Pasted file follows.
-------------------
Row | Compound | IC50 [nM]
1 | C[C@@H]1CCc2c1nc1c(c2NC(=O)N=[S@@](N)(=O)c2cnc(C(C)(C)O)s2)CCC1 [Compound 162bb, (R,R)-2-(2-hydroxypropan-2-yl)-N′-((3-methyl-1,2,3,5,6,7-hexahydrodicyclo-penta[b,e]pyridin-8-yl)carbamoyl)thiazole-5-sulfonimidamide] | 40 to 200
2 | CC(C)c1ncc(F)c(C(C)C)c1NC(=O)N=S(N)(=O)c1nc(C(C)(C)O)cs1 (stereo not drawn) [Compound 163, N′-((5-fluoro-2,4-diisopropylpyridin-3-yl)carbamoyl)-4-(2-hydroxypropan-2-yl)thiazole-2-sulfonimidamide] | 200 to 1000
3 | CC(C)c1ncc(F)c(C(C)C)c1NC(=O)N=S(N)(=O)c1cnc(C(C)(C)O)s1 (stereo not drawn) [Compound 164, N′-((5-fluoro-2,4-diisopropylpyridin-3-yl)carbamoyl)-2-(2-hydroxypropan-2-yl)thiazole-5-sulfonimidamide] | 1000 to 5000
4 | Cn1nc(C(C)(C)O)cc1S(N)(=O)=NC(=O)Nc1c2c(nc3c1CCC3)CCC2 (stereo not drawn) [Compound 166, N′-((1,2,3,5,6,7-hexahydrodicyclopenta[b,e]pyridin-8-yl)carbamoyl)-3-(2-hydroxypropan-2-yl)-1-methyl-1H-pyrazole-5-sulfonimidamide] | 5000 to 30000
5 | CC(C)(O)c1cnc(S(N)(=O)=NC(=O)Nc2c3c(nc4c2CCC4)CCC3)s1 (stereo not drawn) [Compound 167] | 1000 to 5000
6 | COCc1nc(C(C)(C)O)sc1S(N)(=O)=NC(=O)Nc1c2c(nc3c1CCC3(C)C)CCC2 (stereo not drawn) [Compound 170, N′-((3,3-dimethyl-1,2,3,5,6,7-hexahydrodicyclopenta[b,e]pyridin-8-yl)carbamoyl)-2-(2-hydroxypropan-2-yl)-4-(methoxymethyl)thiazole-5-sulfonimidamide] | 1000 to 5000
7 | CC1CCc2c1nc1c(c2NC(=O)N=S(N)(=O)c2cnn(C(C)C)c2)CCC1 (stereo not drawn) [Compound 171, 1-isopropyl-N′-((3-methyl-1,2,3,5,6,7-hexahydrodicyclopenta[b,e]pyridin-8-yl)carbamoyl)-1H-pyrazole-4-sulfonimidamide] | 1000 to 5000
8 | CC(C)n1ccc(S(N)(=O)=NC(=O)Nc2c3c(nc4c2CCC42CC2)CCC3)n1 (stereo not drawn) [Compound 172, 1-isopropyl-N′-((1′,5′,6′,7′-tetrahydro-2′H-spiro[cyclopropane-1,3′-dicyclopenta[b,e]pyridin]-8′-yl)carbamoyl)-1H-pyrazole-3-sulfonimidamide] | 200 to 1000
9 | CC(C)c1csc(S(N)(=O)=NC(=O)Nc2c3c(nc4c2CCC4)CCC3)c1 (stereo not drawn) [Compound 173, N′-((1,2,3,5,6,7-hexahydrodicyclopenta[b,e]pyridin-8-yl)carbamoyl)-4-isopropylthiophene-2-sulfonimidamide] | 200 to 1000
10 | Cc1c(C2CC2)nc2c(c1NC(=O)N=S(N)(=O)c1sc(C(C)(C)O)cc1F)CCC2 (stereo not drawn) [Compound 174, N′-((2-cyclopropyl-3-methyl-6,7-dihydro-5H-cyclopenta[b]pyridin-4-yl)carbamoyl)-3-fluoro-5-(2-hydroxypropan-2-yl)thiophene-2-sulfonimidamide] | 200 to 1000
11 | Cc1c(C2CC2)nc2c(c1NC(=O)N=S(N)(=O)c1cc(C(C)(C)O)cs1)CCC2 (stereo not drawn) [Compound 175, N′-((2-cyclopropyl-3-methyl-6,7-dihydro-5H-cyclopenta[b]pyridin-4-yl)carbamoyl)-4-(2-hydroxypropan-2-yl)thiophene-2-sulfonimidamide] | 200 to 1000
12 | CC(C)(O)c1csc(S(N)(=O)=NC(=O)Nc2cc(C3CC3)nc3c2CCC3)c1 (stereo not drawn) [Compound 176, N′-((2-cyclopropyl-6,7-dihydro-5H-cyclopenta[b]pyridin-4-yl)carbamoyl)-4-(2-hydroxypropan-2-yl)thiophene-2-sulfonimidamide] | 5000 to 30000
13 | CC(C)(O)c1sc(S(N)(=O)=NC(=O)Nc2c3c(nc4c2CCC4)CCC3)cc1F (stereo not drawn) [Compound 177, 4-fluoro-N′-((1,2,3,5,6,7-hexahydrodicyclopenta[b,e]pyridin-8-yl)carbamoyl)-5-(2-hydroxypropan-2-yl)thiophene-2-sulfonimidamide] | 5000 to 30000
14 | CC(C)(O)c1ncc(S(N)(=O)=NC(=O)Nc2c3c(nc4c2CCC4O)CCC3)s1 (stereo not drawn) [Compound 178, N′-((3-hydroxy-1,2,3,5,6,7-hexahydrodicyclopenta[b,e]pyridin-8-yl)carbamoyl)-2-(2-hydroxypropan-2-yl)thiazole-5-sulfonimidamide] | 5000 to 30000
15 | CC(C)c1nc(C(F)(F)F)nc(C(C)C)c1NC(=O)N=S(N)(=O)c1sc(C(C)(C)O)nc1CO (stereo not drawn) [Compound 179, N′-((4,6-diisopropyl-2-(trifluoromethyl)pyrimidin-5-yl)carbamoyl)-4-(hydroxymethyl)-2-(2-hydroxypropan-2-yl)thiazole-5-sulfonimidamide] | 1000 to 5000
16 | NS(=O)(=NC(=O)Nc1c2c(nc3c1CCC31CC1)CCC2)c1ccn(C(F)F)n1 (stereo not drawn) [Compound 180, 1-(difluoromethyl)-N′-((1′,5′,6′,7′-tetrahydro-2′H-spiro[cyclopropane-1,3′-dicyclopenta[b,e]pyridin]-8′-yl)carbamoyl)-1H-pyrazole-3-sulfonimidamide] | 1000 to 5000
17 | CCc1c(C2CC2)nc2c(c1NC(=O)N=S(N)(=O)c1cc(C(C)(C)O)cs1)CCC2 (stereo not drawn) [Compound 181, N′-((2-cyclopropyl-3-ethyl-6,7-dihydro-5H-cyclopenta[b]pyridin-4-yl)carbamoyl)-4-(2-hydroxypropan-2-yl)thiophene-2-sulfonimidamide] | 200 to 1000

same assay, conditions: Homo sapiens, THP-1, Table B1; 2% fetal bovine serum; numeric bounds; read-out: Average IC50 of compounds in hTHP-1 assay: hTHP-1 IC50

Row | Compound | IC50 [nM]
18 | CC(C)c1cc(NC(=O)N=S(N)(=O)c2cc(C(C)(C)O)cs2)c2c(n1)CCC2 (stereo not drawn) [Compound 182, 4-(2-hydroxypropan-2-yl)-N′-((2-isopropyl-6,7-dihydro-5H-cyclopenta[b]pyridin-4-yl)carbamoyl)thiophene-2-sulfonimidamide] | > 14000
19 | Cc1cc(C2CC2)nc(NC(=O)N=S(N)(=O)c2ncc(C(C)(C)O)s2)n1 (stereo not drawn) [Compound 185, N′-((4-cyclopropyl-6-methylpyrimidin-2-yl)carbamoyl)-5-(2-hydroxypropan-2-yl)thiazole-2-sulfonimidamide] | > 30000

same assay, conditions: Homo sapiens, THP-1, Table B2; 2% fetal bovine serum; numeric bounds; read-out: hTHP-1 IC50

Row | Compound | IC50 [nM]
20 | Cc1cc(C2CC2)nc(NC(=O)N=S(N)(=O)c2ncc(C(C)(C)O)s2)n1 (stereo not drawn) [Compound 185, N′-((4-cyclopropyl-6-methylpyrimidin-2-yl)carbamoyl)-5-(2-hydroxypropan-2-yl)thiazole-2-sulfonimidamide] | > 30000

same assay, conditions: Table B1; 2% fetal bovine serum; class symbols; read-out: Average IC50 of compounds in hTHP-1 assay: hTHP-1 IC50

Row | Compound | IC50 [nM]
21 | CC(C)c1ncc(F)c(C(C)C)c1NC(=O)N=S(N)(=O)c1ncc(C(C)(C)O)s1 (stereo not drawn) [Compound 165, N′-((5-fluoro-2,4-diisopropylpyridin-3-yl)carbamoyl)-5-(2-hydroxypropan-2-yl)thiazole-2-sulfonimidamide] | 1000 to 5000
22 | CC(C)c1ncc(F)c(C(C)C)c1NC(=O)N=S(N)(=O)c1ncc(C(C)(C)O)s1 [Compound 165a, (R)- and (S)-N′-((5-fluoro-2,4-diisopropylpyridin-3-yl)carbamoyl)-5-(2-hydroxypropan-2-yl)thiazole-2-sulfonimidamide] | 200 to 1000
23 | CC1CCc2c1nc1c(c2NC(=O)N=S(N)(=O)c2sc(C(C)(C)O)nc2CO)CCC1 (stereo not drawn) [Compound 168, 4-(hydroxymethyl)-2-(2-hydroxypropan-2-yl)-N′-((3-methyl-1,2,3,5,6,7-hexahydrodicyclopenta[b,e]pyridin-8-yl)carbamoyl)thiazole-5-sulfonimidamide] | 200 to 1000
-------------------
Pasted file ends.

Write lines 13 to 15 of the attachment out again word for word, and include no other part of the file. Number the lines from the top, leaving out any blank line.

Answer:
12 | CC(C)(O)c1csc(S(N)(=O)=NC(=O)Nc2cc(C3CC3)nc3c2CCC3)c1 (stereo not drawn) [Compound 176, N′-((2-cyclopropyl-6,7-dihydro-5H-cyclopenta[b]pyridin-4-yl)carbamoyl)-4-(2-hydroxypropan-2-yl)thiophene-2-sulfonimidamide] | 5000 to 30000
13 | CC(C)(O)c1sc(S(N)(=O)=NC(=O)Nc2c3c(nc4c2CCC4)CCC3)cc1F (stereo not drawn) [Compound 177, 4-fluoro-N′-((1,2,3,5,6,7-hexahydrodicyclopenta[b,e]pyridin-8-yl)carbamoyl)-5-(2-hydroxypropan-2-yl)thiophene-2-sulfonimidamide] | 5000 to 30000
14 | CC(C)(O)c1ncc(S(N)(=O)=NC(=O)Nc2c3c(nc4c2CCC4O)CCC3)s1 (stereo not drawn) [Compound 178, N′-((3-hydroxy-1,2,3,5,6,7-hexahydrodicyclopenta[b,e]pyridin-8-yl)carbamoyl)-2-(2-hydroxypropan-2-yl)thiazole-5-sulfonimidamide] | 5000 to 30000